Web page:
The Court of Appeals for the Federal Circuit affirmed a district court’s ruling denying attorneys fees under Section 285 of the Patent Act, 35 U.S.C. sec. 285, when the lower court construed the critical patent term at summary judgment and then held the accused device did not infringe the patent. Also, district court’s need not consider or rule issues which are moot due to the finding of non-infringement. Spineology, Inc. v. Wright Medical Tech., Inc., Case No. 2018-1276 (Fed. Cir. Dec. 14, 2018) (PDF Copy of Opinion Available Here).
Spineology, Inc., is the assignee “expandable reamer” for use in orthopedic surgery and asserted that Wright’s X-REAM® device infringes the’757 patent.
Well before the summary judgment, th district court entered a claim construction order. In that order, the court acknowledged that the parties disputed the construction of claim term “body,” but it declined to adopt either party’s construction. Recognizing the alleged infringement depended on how “body” was construed, at summary judgement, the district court construed “body” consistent with Wright’s non-infringement position and granted Wright’s motion.
Wright then moved for attorney fees, arguing Spineology’s proposed construction of “body,” its damages theories, and its litigation conduct rendered this case “exceptional” under § 285. The district court denied defendant’s attorneys fees motion finding that Spineology’s proposed construction, “was not so meritless as to render the case exceptional.”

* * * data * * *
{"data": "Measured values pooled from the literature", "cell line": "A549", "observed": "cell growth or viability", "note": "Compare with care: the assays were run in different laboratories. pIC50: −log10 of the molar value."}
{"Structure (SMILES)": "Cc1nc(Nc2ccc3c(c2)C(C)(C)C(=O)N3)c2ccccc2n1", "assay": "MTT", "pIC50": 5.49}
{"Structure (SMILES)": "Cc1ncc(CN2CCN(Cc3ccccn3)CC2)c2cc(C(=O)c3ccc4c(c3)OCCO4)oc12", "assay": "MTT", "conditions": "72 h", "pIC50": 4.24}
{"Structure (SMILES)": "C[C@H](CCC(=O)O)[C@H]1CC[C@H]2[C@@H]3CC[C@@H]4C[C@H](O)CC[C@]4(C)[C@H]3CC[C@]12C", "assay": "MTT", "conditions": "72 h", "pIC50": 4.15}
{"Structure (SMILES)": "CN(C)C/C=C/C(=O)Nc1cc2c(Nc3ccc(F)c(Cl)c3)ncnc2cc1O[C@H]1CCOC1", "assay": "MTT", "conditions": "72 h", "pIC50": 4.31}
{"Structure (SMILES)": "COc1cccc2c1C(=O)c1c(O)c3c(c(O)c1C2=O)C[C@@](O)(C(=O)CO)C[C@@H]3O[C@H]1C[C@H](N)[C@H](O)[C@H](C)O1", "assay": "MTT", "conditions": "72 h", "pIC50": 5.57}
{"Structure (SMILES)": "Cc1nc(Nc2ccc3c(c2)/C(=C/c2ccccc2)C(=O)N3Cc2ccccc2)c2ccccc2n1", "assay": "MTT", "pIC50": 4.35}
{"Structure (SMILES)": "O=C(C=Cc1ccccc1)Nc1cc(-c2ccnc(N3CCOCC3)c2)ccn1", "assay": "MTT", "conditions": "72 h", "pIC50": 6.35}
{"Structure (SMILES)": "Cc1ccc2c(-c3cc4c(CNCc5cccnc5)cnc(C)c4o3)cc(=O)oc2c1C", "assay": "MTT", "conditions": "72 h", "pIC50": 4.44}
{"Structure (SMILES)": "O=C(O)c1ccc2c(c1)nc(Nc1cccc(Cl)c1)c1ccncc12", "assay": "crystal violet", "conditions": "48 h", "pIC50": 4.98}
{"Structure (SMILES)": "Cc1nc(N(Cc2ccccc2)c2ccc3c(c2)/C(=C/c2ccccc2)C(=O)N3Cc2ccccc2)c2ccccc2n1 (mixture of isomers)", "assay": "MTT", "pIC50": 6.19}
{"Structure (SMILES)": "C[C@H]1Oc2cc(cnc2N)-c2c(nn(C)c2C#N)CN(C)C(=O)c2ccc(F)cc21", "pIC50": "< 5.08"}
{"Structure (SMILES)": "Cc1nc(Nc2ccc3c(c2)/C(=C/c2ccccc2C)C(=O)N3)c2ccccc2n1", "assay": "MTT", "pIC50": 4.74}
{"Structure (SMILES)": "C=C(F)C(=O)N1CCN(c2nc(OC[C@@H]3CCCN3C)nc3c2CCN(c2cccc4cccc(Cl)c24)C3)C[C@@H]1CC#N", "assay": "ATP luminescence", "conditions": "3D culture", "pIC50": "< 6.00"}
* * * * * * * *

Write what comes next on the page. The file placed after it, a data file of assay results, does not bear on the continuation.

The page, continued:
In the claim construction order, the district court determined that “the claims themselves provide substantial guidance as to the meaning of the claim.” It was not until summary judgment that the district court construed “body” consistent with Wright’s, rather than Spineology’s, proposed construction.
The Appeals Court held “As we have stressed, ‘[a] party’s position . . . ultimately need not be correct for them not to ‘stand out’. SFA Sys., LLC v. Newegg Inc., 793 F.3d 1344, 1348 (Fed. Cir. 2015).”
The Appeals Court was critical of defendant Wright’s argument on appeal that the lower court should have looked at plaintiff Spineology’s damages theory. The Appeals court stated: “Despite the fact that this case was resolved on summary judgment of non-infringement with no consideration of or rulings on damages, Wright argues the district court should have, as part of its exceptional case determination, reviewed the parties’ various expert reports on damages and assessed the merits of Spineology’s damages theories. … Perhaps Spineology’s damages theories would not have prevailed, but ‘a strong or even correct litigating position is not the standard by which we assess exceptionality.’ Stone Basket Innovs., LLC v. Cook Med. LLC, 892 F.3d 1175, 1180 (Fed. Cir. 2018).”
Wright asked the Appeal Court to decide the damages issues which were mooted by summary judgment in order to determine whether it ought to obtain attorney fees for the entire litigation. The Appeals Court rejected that request. “We will not force the district court, on a motion for attorney fees, to conduct the trial it never had by requiring it to evaluate [Plaintiff’s] ‘but for’ calculations or royalty rates.”
Lastly, Wright further challenged as “exceptional” Spineology’s conduct during litigation. It criticized Spineology for allegedly attempting to mislead the district court with a cropped and annotated version of a figure, ignoring evidence and withholding expert measurements of the accused product. Per the Appeals Court “It saw Spineology’s version of Figure 2, considered the
evidence regarding claim construction, and compelled production of the X-REAM® measurements. The district court is undoubtedly “‘better positioned’ to decide whether [this] case is exceptional.” Id. We see no abuse of discretion in the district court’s determination that it is not.”